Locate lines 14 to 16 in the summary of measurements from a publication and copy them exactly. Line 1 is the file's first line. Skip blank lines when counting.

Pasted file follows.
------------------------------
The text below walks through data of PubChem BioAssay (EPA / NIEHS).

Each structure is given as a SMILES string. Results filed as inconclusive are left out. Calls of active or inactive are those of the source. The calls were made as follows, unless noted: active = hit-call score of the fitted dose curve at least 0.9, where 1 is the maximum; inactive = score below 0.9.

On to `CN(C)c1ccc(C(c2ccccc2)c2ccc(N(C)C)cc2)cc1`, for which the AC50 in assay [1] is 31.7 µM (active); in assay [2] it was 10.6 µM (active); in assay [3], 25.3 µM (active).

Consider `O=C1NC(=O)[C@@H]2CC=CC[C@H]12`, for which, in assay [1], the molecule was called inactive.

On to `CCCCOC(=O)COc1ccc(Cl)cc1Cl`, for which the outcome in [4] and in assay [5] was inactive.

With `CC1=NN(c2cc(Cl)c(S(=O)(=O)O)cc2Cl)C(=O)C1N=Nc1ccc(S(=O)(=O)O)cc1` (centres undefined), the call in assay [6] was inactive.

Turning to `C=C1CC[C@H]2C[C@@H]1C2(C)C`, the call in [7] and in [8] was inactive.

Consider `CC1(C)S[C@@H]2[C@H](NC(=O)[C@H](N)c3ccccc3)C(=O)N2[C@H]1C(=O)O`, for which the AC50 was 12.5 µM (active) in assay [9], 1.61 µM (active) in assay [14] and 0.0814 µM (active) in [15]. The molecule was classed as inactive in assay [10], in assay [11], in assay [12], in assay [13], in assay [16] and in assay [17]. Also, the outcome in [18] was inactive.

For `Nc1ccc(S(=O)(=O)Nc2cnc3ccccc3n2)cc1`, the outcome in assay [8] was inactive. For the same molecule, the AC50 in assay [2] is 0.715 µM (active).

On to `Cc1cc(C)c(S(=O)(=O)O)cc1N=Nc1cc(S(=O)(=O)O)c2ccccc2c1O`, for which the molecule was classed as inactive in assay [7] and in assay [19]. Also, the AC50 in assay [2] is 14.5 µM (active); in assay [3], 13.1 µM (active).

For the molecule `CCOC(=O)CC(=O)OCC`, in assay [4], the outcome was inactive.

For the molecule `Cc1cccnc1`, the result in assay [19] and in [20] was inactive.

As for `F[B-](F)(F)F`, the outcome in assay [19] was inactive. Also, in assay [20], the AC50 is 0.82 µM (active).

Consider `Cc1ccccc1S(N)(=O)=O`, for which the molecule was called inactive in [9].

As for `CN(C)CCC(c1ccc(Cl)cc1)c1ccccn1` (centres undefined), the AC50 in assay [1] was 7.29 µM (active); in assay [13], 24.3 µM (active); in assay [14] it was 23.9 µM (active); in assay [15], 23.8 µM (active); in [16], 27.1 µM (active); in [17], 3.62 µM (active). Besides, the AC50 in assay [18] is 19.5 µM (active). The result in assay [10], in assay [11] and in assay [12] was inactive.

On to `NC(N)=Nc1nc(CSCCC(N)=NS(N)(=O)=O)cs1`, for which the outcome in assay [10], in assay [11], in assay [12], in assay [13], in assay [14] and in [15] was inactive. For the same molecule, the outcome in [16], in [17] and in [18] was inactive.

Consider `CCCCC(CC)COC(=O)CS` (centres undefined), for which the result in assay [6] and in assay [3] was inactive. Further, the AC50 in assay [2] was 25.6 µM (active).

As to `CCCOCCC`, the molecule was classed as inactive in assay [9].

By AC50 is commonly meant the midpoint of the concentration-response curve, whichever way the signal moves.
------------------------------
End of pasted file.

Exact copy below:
Consider `Cc1ccccc1S(N)(=O)=O`, for which the molecule was called inactive in [9].

As for `CN(C)CCC(c1ccc(Cl)cc1)c1ccccn1` (centres undefined), the AC50 in assay [1] was 7.29 µM (active); in assay [13], 24.3 µM (active); in assay [14] it was 23.9 µM (active); in assay [15], 23.8 µM (active); in [16], 27.1 µM (active); in [17], 3.62 µM (active). Besides, the AC50 in assay [18] is 19.5 µM (active). The result in assay [10], in assay [11] and in assay [12] was inactive.

On to `NC(N)=Nc1nc(CSCCC(N)=NS(N)(=O)=O)cs1`, for which the outcome in assay [10], in assay [11], in assay [12], in assay [13], in assay [14] and in [15] was inactive. For the same molecule, the outcome in [16], in [17] and in [18] was inactive.